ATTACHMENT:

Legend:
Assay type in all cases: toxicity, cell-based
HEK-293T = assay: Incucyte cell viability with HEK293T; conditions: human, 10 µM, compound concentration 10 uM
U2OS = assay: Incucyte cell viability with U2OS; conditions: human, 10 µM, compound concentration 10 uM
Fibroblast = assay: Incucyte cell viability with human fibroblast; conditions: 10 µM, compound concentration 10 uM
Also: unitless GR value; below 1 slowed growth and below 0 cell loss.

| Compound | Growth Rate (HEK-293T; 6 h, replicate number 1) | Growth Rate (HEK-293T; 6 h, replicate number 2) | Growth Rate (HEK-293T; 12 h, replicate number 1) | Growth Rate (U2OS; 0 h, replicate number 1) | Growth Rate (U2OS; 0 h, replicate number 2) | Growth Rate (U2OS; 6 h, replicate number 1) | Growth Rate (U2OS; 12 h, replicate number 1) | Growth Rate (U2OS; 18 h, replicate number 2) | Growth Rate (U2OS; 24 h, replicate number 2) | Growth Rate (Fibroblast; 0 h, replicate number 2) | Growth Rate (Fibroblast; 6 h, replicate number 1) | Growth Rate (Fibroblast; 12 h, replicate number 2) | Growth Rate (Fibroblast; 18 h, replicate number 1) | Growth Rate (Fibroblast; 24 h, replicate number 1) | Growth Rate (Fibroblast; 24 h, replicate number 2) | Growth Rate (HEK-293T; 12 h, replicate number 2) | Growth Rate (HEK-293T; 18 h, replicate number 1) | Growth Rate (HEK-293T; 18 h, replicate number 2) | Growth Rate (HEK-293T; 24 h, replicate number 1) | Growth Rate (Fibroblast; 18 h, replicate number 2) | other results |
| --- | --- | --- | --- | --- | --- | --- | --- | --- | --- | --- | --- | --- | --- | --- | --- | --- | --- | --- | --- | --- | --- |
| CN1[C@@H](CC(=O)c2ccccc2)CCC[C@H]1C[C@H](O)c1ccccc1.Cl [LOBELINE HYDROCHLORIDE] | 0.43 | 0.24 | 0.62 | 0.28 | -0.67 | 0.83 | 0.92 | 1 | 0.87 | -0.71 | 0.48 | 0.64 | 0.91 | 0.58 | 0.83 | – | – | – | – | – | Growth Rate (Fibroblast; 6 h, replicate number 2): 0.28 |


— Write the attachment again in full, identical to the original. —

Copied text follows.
Legend:
Assay type in all cases: toxicity, cell-based
HEK-293T = assay: Incucyte cell viability with HEK293T; conditions: human, 10 µM, compound concentration 10 uM
U2OS = assay: Incucyte cell viability with U2OS; conditions: human, 10 µM, compound concentration 10 uM
Fibroblast = assay: Incucyte cell viability with human fibroblast; conditions: 10 µM, compound concentration 10 uM
Also: unitless GR value; below 1 slowed growth and below 0 cell loss.

| Compound | Growth Rate (HEK-293T; 6 h, replicate number 1) | Growth Rate (HEK-293T; 6 h, replicate number 2) | Growth Rate (HEK-293T; 12 h, replicate number 1) | Growth Rate (U2OS; 0 h, replicate number 1) | Growth Rate (U2OS; 0 h, replicate number 2) | Growth Rate (U2OS; 6 h, replicate number 1) | Growth Rate (U2OS; 12 h, replicate number 1) | Growth Rate (U2OS; 18 h, replicate number 2) | Growth Rate (U2OS; 24 h, replicate number 2) | Growth Rate (Fibroblast; 0 h, replicate number 2) | Growth Rate (Fibroblast; 6 h, replicate number 1) | Growth Rate (Fibroblast; 12 h, replicate number 2) | Growth Rate (Fibroblast; 18 h, replicate number 1) | Growth Rate (Fibroblast; 24 h, replicate number 1) | Growth Rate (Fibroblast; 24 h, replicate number 2) | Growth Rate (HEK-293T; 12 h, replicate number 2) | Growth Rate (HEK-293T; 18 h, replicate number 1) | Growth Rate (HEK-293T; 18 h, replicate number 2) | Growth Rate (HEK-293T; 24 h, replicate number 1) | Growth Rate (Fibroblast; 18 h, replicate number 2) | other results |
| --- | --- | --- | --- | --- | --- | --- | --- | --- | --- | --- | --- | --- | --- | --- | --- | --- | --- | --- | --- | --- | --- |
| CN1[C@@H](CC(=O)c2ccccc2)CCC[C@H]1C[C@H](O)c1ccccc1.Cl [LOBELINE HYDROCHLORIDE] | 0.43 | 0.24 | 0.62 | 0.28 | -0.67 | 0.83 | 0.92 | 1 | 0.87 | -0.71 | 0.48 | 0.64 | 0.91 | 0.58 | 0.83 | – | – | – | – | – | Growth Rate (Fibroblast; 6 h, replicate number 2): 0.28 |